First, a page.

5. Read Revelation 3:19. What can we expect if we do not correctly understand grace? (Jesus says that He will rebuke us. If we find that our views on grace are changing, this may reflect a rebuke. Perhaps life is not going well and this reflects a "discipline" to focus our mind on Him. The goal is to understand grace correctly. We need to be earnest and repent.)

      1. Notice that the text says nothing about "grace," it says that if He loves us we can expect rebuke and discipline. Is love the trigger for rebuke, not a failure to understand grace? (You don't rebuke your children simply because you love them. You rebuke they are doing something harmful. Love is not the trigger, taking the wrong path is the trigger.)

    6. Read Revelation 3:20. What encouragement do we get from this verse? (Jesus is pursuing us on this, not the other way around. We don't have to agonize about whether we correctly understand grace, if we are earnest and "open the door" Jesus will come in an bring us light.)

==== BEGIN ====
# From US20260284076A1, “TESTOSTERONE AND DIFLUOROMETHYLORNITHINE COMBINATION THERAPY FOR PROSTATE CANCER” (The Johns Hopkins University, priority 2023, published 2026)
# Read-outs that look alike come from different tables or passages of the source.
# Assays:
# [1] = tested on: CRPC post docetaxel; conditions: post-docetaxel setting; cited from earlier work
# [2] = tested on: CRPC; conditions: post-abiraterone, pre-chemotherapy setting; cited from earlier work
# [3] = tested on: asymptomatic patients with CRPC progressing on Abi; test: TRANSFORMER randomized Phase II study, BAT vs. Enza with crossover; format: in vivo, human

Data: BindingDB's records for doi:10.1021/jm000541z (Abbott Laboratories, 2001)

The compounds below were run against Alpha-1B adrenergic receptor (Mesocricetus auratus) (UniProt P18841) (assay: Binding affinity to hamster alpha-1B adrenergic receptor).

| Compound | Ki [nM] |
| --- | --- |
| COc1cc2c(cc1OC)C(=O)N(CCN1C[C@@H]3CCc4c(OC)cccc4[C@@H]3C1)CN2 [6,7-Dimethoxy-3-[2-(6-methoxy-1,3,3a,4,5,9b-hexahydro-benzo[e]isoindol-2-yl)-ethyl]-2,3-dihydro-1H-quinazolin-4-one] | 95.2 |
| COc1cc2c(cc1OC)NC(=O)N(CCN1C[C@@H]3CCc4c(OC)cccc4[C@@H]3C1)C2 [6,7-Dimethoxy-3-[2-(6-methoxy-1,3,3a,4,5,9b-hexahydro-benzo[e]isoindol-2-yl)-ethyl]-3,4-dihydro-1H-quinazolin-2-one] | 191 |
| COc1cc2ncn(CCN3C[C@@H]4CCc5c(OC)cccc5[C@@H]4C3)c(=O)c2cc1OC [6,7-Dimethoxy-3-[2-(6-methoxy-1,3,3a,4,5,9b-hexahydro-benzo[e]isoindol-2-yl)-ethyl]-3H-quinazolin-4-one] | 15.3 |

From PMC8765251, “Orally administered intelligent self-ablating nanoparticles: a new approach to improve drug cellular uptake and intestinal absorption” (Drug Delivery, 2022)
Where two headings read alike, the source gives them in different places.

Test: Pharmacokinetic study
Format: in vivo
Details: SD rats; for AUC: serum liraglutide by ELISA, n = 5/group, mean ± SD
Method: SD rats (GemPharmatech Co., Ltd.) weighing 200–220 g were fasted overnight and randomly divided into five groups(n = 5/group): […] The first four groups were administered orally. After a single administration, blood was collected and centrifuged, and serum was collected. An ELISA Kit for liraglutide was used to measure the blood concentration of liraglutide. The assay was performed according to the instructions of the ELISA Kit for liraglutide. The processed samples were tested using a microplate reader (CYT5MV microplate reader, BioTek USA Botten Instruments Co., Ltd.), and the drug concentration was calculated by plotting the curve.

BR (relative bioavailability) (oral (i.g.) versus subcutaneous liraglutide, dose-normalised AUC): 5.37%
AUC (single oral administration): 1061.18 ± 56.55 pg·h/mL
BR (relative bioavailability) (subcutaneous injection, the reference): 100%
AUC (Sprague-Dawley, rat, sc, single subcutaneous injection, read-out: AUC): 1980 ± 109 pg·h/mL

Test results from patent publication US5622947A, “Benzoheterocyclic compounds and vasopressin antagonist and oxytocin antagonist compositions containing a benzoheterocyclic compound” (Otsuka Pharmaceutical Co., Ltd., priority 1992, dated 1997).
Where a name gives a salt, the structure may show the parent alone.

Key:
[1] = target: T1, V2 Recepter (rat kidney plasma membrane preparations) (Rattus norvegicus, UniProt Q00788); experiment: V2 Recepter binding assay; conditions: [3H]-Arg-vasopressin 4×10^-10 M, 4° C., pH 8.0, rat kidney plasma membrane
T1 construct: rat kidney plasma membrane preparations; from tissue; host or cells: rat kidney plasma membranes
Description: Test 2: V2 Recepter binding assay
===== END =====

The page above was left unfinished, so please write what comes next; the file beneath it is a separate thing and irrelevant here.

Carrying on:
1. Notice the elements of gaining grace: 1) Jesus comes to each one of us. He will not force us, but He will knock. 2)We are simply called to listen and open our hearts and minds to Him. 3. He will become a part of our life. He will make Himself known to us.)

    7. Read Revelation 3:21-22. What is the "payoff" for letting Jesus into our life? (That we will be able to sit with Jesus on His heavenly throne!)

    8. Friend, are you comfortable in your current spiritual state? Are you alert to Jesus' "knock" on your door? If not, why not ask the Holy Spirit, right now, to help you open the door to Jesus so that you can "buy" His "gold," "white clothes," and "eye salve?"

  3. Next week: Redemption.
* Copr. 2016, Bruce N. Cameron, J.D. All scripture references are to the New International Version (NIV), copr. 1973, 1978, 1984 International Bible Society, unless otherwise noted. Quotations from the NIV are used by permission of Zondervan Bible Publishers. Suggested answers are found within parentheses. The lesson assumes the teacher uses a blackboard or some other visual aid.

© 2021 Bruce N. Cameron, J.D.